Time of day, day of the week and socioeconomic indices were only weakly associated with low acuity presentations in our study. Our findings are much higher than those reported by Nagree et al;18 however, that study only analysed data from tertiary-level hospitals.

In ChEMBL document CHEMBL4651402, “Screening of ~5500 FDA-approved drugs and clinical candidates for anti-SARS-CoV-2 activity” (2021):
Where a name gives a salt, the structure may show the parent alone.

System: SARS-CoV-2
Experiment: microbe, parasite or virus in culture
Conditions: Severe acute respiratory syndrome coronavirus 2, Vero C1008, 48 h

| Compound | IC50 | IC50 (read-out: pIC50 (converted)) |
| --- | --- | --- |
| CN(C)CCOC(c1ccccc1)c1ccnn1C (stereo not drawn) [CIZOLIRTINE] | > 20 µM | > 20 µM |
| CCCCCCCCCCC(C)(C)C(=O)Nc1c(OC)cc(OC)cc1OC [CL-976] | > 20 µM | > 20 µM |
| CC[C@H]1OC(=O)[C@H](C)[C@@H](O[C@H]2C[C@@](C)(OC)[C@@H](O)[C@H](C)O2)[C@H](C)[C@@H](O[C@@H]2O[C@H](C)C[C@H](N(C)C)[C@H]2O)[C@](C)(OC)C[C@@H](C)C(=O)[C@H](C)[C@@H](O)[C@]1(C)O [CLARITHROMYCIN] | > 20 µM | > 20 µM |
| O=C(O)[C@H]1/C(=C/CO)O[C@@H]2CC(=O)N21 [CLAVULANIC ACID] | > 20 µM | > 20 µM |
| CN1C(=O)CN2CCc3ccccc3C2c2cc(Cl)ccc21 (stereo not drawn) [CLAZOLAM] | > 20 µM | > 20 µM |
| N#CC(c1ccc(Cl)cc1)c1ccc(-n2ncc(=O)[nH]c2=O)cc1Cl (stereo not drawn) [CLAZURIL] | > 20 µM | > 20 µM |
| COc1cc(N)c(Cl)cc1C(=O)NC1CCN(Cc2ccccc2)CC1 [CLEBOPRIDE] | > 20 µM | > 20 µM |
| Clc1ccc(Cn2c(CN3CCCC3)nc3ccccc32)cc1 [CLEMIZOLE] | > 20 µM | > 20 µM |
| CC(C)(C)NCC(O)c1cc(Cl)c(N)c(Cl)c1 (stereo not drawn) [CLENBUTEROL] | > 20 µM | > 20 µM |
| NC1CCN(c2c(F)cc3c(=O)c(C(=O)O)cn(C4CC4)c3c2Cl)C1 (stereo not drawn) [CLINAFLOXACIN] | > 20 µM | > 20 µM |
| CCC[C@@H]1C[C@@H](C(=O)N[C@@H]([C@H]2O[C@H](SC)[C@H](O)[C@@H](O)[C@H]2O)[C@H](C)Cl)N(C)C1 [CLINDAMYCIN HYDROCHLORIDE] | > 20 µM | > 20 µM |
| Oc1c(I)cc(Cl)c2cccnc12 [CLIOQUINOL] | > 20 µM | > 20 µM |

Whether these patients constitute ‘GP presentations’ is likely to remain controversial. The drivers of these presentations are multifactorial and thought to be a combination of perceived individual clinical need and health system-related factors such as cost and access to alternatives such as GPs.19 ,20 Compounding the problem is the lack of an agreed definition for GP presentations to ED.18 While the AIHW definition used in this study may overestimate the prevalence of low acuity presentations, and under-represent the proportion of low acuity problems that are complex, identical criteria have also been used in a Canadian study to define low complexity.10 Alternative definitions of low acuity have been proposed incorporating consultation times of less than an hour and specific presenting problem types in consultation with the Australasian College of Emergency Medicine.18 Measuring accurate consultation times, however, remains problematic with factors such as ED role delineation, models of care, clinical designation and data collection abilities likely to affect consultation times. There is also an implicit assumption in the literature that EDs are ideal places for complex low acuity presentations, and that GPs can only manage certain diagnoses, neither of which has been substantiated.18